In the sunny island of Singapore, an inter-tertiary cultural festival modelled after Indian college fests has blossomed and thrived for 20 years.
Tarang, which began in 1999, is the largest cultural and sports festival for Indian students in Singapore. The very first Tarang was held at the National University of Singapore (NUS), with participants from NUS and the Nanyang Technological University (NTU).
Since then, it has grown from strength to strength – Tarang 2019 sees the participation of six universities: NUS, NTU, Singapore Institute of Management (SIM), Singapore Management University (SMU), Singapore University of Technology and Design (SUTD), and Lasalle College of the Arts.
Anuj Khanna Sohum, Chairman & CEO of technology company Affle, was one of the founding members of Tarang.
He explained that during the early 1990s, Singapore’s Ministry of Education started bringing in Indian scholars at both the Junior College (JC) and university levels. Over the years, as the number of Indian students increased across campuses and the community gets bigger, it became harder to integrate the students.
A group of around 150 Indian scholars from NUS and NTU came together one fateful day in 1998. They met up in NUS to discuss the formation of a pro tem Society of Indian Scholars. Anuj was elected as the Cultural Secretary of the first executive committee. “The goal was to provide a platform for the Indian scholars to connect as a community,” he explained.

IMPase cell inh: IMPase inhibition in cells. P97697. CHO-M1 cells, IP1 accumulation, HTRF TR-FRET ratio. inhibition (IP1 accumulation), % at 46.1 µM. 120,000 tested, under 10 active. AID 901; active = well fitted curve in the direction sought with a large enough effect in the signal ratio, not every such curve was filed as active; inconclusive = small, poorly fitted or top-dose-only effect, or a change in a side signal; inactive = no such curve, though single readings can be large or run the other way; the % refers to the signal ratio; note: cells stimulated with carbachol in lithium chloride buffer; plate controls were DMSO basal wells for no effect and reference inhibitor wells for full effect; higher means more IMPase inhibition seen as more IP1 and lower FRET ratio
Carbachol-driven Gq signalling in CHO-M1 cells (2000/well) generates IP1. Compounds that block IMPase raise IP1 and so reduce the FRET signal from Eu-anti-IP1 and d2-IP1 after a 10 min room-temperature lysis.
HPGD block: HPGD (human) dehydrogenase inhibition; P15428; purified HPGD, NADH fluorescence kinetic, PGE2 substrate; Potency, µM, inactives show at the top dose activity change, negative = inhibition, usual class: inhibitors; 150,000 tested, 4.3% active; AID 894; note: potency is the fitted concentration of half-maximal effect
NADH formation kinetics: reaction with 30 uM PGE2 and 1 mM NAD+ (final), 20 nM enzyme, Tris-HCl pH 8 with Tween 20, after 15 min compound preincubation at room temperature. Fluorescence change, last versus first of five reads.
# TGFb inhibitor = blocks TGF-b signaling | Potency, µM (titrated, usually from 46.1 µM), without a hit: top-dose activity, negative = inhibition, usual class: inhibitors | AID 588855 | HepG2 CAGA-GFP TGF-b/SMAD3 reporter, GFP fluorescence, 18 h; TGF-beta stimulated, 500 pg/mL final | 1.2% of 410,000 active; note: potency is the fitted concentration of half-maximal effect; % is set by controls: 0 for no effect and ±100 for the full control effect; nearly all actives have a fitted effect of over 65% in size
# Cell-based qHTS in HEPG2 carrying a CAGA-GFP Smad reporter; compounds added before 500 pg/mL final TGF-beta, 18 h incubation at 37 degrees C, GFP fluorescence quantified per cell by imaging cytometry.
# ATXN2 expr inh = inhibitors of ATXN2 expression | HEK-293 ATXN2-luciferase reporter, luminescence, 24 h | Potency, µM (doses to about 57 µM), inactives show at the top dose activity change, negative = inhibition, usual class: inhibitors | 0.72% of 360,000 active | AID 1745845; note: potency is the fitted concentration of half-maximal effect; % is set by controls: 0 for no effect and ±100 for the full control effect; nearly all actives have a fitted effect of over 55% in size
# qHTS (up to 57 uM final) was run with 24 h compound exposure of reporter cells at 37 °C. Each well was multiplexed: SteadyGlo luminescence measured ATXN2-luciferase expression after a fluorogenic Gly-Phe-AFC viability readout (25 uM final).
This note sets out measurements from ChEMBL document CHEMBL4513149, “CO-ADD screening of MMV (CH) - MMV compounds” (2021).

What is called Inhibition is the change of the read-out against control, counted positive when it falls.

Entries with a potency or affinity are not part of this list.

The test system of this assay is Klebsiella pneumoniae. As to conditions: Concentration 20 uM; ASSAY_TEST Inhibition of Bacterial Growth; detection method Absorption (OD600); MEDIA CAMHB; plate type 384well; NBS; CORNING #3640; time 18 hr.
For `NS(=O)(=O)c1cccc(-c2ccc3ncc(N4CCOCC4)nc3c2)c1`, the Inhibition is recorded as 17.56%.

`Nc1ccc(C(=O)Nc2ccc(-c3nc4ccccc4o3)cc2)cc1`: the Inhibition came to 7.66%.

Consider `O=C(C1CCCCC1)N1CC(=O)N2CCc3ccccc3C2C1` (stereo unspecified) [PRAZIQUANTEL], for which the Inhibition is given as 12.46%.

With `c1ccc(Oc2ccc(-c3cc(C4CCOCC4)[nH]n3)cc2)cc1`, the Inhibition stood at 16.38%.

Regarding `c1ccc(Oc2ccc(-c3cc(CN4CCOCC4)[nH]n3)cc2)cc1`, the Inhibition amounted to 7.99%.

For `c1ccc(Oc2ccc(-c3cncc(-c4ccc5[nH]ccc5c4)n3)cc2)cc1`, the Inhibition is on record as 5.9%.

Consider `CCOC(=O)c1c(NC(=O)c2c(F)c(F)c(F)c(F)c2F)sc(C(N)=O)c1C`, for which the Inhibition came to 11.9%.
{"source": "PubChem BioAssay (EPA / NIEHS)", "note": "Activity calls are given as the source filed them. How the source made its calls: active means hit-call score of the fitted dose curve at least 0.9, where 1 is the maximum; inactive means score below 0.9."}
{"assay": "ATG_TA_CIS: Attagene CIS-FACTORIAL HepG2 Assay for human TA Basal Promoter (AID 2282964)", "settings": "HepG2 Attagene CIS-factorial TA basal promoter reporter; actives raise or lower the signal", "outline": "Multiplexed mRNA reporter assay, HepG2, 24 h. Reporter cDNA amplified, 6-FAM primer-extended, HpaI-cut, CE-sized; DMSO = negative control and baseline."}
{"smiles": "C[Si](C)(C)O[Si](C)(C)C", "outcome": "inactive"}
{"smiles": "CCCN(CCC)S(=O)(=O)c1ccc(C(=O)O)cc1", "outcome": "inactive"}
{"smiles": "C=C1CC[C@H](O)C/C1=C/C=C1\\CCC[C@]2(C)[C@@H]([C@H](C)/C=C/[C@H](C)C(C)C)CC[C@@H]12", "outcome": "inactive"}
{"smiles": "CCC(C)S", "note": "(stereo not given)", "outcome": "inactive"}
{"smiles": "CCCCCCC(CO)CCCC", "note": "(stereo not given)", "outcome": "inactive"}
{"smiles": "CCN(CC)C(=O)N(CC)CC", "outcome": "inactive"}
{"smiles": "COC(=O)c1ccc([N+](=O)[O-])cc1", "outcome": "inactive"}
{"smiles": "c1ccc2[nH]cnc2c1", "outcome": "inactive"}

An important memory for Desi alumni
The first year of Tarang was a phenomenal success, with the various performing arts (dance, drama and music) competitions witnessing quality performances from both NUS and NTU teams.
Put together by a ten-person organising committee, the show featured 70 participants from the two universities. Over 500 people attended and cheered for their university teams.
“Since Tarang 2019 marks the 20th anniversary of the festival, it definitely means a lot to the alumni. I think it is also quite amazing that an initiative started by students almost 20 years ago continues to be vibrant and relevant as a platform for the larger Indian community in Singapore,” Anuj shared, highlighting that Tarang is now the biggest inter-university cultural festival in Singapore.
“What’s interesting is that a lot of the participants of Tarang 2019 were not even born when Tarang was first held in 1999 at LT13 NUS opposite Eusoff Hall,” he enthused.
The legacy of Tarang
Anuj shared some of his memories of Tarang over the years. “I recall performing a 20-minute one-man skit scripted just a few days prior to the competition. Those were some crazy times. I also have vivid memories of the group song “Dhoom Pichak Dhoom” with Neha and Ashish as lead Singers and Vivek Manipadam on the drums.”
Many alumni are now working in various influential positions in the corporate world. “We have fond memories of our cultural performances at Tarang, so most of us do keep track of Tarang each year.” The strong alumni force connects to the event through social media and YouTube, where about 5,200 videos of Tarang festival performances are published.
On the legacy of Tarang, Anuj said that over the past 20 years, it had been the primary platform that surfaced unique cultural and sports talents of Indian students. “Tarang has always been – and I believe will continue to be – one of the most memorable experiences of university life for most of the Indians who graduated from NUS, NTU, SIM, SMU over the years,” he concluded.
Tarang Khel 2019 will be held from 26-27 January; Tarang Kala 2019 will run from 9-10 February.